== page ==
Hi Danna! Can you tell us how the world of your novels was influenced by your interest in cephalopods (and while you’re at it, explain to people what cephalopods are)?
Cephalopods are the group of animals that includes octopus, squid, cuttlefish, and nautilus. I’ve been nuts about these critters since I was a little kid, and in high school my friends jokingly coined the word “Cephalopodiatrist” to describe me. Cephalopods don’t show up in all of my stories—but I do find them to be endless sources of inspiration. My novel Heart Set Free focuses on their speed, turning squid into underwater racehorses, while my short story Talk to Us (to be published in the anthology Suction Cup Dreams) takes a look at their intelligence, wondering how octopuses might eventually evolve sentience.
Does the mystery of the ocean enter into your novels?
Constantly. As a scientist, I’m fascinated by how much of the sea is still unexplored, how many marine species have yet to be discovered. As a writer, I love the symbolism of the sea as the subconscious mind, the source of our fears but also the strength to overcome them. It’s fun to weave these two perspectives together.
You finished the first draft of both your novels during NaNoWriMo (National Novel Writing Month). Do you have any advice for writers who would like to enter?
Do it! NaNoWriMo is a great way to kick yourself into getting that first draft out. And it’s a wonderful community—after my first NaNo in 2010, I ended up in a writing group that meets year round.
You work from home. Do you work in your pajamas?
I’m not actually a huge fan of pajamas—I like to get dressed in the morning—but I do appreciate being able to wear whatever I want. It’s a pleasant continuation of my previous life in academia. In other possibly surprising news, I LOVE being alone all day. I’m an introvert, and being around other people—even my favorite people—takes energy. If I lived by myself, I might feel differently, but I get to see my husband every morning and evening, and my two cats sometimes hang out with me when they’re not busy sleeping.
I’ve been writing since about the same age I went crazy about cephalopods, so it probably started with the authors of my childhood classics: Madeline L’Engle, C.S. Lewis, Lloyd Alexander, Roald Dahl, Louis Sachar, Sid Fleischman, Patricia C. Wrede, Robin McKinley, Mark Twain, Rudyard Kipling . . . I could go on. I was a pretty voracious reader.
Why yes. Yes I do. I could probably fill up this whole interview with a list of my favorite books, but I’ll restrain myself. First, the classics: for fantasy, I never get tired of Tolkien’s The Lord of the Rings. World-building, plot and character development, beautiful writing, even humor—LotR has it all. For sci-fi, Alfred Bester’s The Stars My Destination is fierce, meaningful, brilliant. Next, a couple of books that I read over and over again as a kid: Norton Juster’s The Phantom Tollbooth, the story of a bored kid learning to use his imagination, and Robert Siegel’s Whalesong, the mystical coming-of-age of a humpback whale. The worlds of these books are so wonderfully creative. I also love graphic novels; the two series that hooked me in high school were the Pinis’ Elfquest and Neil Gaiman’s Sandman. Elfquest is fine high fantasy; Sandman is simply spectacular.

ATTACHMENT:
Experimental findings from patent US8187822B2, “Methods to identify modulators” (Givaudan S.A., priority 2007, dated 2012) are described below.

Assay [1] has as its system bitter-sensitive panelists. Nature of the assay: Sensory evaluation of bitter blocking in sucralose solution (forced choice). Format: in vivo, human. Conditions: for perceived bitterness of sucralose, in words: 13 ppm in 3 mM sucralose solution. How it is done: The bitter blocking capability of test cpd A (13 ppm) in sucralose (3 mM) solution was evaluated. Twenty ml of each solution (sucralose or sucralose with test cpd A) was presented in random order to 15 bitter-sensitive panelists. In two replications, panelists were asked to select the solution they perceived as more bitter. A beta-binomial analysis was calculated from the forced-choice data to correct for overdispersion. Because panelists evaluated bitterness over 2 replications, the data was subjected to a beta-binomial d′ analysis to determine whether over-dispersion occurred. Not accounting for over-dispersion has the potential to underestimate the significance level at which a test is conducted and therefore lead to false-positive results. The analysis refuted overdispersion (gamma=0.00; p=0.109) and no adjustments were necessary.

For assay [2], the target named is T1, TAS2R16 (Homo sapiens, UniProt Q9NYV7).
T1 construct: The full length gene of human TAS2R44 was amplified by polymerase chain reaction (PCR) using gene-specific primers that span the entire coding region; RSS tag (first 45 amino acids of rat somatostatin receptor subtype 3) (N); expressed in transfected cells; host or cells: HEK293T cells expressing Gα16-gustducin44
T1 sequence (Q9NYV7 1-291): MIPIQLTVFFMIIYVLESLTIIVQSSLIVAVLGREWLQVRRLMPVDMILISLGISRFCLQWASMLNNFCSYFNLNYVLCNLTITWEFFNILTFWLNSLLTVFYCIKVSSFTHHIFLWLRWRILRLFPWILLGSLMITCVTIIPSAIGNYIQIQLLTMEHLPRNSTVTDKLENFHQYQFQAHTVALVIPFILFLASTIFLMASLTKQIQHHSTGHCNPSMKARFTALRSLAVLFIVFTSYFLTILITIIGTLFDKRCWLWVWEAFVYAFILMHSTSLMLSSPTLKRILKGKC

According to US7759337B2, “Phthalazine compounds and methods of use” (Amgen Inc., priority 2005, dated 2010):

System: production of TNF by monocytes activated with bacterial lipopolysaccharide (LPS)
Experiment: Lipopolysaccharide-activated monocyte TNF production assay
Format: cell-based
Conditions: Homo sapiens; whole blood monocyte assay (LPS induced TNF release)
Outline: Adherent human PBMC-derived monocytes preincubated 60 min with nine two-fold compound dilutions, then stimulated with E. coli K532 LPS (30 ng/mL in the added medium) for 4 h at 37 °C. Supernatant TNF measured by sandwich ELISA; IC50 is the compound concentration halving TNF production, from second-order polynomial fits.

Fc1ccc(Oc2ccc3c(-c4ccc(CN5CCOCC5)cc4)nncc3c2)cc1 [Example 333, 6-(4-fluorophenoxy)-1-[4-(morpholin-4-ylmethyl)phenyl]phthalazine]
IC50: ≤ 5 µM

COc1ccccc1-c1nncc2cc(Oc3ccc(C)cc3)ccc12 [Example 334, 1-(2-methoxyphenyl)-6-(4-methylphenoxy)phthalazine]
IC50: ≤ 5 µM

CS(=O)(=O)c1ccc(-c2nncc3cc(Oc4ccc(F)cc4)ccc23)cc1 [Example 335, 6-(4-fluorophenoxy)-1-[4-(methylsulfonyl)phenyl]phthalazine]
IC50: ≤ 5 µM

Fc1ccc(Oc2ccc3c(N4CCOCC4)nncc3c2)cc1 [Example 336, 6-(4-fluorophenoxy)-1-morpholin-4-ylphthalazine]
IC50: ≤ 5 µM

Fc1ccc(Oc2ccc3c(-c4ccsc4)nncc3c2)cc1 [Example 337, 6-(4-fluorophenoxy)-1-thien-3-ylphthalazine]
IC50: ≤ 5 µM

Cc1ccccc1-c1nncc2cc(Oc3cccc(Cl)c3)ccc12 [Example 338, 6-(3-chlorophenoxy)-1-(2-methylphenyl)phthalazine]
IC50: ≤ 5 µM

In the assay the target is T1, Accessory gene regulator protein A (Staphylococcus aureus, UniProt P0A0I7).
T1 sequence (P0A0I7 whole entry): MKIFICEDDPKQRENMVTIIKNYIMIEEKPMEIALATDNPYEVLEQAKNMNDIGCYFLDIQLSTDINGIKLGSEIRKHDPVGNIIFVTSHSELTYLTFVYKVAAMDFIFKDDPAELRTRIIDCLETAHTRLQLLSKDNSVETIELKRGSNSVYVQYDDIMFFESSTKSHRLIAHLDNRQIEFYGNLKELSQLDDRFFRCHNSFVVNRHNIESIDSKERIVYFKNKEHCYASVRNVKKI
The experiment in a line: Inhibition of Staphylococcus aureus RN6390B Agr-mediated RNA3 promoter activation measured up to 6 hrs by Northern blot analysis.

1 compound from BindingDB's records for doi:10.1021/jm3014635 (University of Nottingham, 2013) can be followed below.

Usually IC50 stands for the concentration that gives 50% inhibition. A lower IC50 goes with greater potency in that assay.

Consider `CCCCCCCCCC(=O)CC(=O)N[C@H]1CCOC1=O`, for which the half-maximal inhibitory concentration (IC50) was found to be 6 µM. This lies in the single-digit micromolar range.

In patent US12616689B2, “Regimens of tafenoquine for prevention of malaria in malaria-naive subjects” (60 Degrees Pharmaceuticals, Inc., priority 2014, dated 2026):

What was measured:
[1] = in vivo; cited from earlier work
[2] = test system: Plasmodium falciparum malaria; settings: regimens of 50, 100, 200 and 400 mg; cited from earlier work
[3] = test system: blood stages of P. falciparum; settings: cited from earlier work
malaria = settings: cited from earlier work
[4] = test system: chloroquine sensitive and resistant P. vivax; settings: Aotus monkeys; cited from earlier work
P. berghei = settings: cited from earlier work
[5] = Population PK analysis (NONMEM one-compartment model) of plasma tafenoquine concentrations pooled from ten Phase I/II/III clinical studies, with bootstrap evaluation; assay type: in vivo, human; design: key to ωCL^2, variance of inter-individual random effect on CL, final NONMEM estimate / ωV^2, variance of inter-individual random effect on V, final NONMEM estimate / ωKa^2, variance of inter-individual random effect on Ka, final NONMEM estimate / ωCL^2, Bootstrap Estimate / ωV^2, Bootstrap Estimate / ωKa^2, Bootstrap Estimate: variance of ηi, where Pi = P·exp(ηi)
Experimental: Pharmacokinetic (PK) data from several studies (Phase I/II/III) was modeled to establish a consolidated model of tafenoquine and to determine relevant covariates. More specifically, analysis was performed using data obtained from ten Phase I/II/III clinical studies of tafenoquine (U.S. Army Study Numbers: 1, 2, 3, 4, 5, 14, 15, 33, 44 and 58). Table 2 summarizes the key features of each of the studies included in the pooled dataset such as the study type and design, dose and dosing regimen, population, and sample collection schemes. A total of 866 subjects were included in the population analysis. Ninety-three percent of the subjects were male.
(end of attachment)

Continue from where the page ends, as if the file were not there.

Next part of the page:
I queried an agent about Heart Set Free for the first time in February and was promptly rejected. Of course I’d have preferred not to be, but I was so excited to have my first rejection letter that I printed it out and taped it to my office door. Then I went to the Big Sur Children’s Writing Workshop and got some excellent feedback to work on, so I didn’t send out another query until the end of May.
As for critiques, the most valuable thing for me to remember is that the reader’s reaction is always valid. Readers are telling me their own legitimate reactions to my work, so my goal is to accept those reactions, think about them for a while, and then decide if and how I want to change the work. I don’t always agree with my readers’ comments or make the changes that they suggest, but I know the manuscript has improved drastically as a result of their taking the time to give me feedback. I’m incredibly grateful for that.
Is there anything else you’d like to know about Danna? We’re always happy to answer your questions and comments!